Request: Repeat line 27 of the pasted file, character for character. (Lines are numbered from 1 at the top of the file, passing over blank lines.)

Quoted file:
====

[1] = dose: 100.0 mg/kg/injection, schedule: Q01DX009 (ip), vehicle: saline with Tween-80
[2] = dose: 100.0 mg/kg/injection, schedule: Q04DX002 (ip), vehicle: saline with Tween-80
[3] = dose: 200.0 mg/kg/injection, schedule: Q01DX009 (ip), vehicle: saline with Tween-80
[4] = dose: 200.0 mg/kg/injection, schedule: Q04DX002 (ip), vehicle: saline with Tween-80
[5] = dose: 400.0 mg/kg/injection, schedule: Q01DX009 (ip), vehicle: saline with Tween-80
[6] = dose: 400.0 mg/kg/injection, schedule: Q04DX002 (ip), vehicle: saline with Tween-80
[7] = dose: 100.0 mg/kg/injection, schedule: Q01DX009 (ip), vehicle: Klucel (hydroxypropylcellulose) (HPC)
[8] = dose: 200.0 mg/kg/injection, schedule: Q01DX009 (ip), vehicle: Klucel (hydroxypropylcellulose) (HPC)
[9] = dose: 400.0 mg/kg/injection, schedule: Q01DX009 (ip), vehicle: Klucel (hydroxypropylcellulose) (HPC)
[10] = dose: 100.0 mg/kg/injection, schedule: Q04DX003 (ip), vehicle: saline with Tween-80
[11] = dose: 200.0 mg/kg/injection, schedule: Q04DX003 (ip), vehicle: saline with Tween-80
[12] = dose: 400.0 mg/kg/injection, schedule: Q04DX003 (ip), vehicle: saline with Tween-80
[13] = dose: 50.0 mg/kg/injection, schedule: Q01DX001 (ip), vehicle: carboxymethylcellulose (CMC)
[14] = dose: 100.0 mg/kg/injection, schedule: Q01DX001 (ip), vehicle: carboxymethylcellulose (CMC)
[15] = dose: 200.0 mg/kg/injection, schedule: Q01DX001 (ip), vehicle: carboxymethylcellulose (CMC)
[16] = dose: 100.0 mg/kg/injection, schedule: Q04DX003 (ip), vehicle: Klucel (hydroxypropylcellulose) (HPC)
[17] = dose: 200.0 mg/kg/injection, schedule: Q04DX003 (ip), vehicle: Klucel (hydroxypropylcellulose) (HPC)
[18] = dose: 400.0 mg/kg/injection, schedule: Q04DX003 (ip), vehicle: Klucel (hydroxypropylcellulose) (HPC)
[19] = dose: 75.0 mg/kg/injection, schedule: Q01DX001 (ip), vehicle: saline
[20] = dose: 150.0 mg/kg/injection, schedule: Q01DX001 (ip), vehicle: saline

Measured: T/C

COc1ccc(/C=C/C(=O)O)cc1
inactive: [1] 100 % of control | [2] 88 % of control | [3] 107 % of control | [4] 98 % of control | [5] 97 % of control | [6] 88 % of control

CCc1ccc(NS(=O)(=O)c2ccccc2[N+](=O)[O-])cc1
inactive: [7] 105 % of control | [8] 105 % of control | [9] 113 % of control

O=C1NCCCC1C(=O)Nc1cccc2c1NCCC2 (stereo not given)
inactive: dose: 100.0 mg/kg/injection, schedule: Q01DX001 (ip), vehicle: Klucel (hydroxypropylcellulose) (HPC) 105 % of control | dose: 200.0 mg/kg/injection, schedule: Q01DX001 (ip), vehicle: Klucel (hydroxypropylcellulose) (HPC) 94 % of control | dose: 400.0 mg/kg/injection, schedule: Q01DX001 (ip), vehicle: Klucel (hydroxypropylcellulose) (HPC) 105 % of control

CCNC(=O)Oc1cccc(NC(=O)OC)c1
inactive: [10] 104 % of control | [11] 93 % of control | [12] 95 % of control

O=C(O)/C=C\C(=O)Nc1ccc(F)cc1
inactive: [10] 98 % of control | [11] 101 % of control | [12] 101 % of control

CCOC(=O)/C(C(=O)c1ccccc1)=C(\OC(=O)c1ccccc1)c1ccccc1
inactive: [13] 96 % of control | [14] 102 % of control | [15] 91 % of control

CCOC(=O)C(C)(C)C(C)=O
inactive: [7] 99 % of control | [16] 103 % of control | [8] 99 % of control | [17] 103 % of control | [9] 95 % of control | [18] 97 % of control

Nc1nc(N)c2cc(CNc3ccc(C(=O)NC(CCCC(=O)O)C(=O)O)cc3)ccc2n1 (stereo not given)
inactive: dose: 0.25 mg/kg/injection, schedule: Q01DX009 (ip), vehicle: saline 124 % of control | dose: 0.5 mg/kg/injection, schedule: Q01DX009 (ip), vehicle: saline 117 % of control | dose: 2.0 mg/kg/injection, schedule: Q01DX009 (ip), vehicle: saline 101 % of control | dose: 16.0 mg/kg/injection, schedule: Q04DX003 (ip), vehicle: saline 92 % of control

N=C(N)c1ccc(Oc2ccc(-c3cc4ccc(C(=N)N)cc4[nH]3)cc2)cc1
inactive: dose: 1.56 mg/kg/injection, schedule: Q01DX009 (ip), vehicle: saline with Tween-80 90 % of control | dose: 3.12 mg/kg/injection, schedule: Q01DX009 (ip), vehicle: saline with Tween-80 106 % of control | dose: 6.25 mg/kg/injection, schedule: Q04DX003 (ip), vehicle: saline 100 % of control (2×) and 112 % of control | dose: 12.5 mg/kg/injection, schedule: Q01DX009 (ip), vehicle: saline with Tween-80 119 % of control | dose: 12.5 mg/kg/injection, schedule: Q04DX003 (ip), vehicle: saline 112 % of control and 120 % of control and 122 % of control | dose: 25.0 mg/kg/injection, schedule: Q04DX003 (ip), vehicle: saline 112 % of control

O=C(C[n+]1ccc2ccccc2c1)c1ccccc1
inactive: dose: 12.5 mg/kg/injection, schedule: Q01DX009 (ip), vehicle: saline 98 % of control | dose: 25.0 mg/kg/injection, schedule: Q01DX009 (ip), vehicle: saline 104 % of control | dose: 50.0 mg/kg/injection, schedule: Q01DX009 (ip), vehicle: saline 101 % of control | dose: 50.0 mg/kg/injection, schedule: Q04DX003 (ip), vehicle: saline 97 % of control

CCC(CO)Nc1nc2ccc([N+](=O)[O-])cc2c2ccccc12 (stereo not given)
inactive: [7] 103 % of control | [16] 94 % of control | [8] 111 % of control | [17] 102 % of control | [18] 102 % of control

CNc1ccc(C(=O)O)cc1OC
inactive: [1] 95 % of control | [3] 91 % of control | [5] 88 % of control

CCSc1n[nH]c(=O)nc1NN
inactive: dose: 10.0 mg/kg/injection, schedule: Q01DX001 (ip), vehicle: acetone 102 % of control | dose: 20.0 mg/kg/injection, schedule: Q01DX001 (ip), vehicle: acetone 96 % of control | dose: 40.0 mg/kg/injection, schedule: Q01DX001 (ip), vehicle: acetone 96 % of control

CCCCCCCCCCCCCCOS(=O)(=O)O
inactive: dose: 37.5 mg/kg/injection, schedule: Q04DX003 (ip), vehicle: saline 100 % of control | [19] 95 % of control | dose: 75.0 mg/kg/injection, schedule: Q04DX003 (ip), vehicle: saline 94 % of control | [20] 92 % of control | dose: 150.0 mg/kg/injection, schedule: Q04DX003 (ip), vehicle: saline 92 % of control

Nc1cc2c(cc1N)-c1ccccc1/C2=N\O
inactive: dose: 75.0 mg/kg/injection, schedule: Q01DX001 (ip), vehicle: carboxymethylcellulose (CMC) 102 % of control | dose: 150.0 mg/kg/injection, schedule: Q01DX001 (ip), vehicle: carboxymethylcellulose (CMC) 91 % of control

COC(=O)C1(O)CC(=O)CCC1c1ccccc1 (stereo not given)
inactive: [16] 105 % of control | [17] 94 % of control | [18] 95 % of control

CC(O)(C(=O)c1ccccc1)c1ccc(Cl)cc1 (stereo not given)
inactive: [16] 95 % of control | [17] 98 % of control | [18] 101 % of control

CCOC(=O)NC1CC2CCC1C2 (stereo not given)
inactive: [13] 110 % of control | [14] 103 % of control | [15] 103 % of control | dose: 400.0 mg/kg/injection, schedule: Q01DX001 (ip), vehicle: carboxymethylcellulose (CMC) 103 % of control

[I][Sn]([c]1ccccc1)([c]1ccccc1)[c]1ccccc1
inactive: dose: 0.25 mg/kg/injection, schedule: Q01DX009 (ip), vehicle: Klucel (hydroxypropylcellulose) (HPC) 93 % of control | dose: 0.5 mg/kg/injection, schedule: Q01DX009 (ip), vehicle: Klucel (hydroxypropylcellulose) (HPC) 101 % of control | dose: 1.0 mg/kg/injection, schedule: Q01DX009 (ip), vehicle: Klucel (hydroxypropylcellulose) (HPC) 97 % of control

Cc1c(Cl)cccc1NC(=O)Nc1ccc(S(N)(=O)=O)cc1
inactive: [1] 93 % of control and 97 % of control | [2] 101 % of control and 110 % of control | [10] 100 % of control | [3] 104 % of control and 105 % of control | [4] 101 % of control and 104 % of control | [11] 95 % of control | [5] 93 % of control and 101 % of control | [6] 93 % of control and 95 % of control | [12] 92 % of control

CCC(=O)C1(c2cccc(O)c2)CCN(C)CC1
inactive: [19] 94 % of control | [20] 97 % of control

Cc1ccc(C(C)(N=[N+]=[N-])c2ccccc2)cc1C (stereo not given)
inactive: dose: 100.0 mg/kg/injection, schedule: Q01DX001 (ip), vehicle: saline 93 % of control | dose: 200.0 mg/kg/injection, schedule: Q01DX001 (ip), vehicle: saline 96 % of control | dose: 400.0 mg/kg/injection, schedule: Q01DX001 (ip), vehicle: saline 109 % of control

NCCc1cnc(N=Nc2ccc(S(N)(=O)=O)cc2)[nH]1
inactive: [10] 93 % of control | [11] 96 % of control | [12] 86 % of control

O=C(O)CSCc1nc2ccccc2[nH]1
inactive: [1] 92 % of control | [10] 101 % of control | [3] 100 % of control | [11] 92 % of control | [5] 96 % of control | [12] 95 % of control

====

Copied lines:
inactive: dose: 100.0 mg/kg/injection, schedule: Q01DX001 (ip), vehicle: Klucel (hydroxypropylcellulose) (HPC) 105 % of control | dose: 200.0 mg/kg/injection, schedule: Q01DX001 (ip), vehicle: Klucel (hydroxypropylcellulose) (HPC) 94 % of control | dose: 400.0 mg/kg/injection, schedule: Q01DX001 (ip), vehicle: Klucel (hydroxypropylcellulose) (HPC) 105 % of control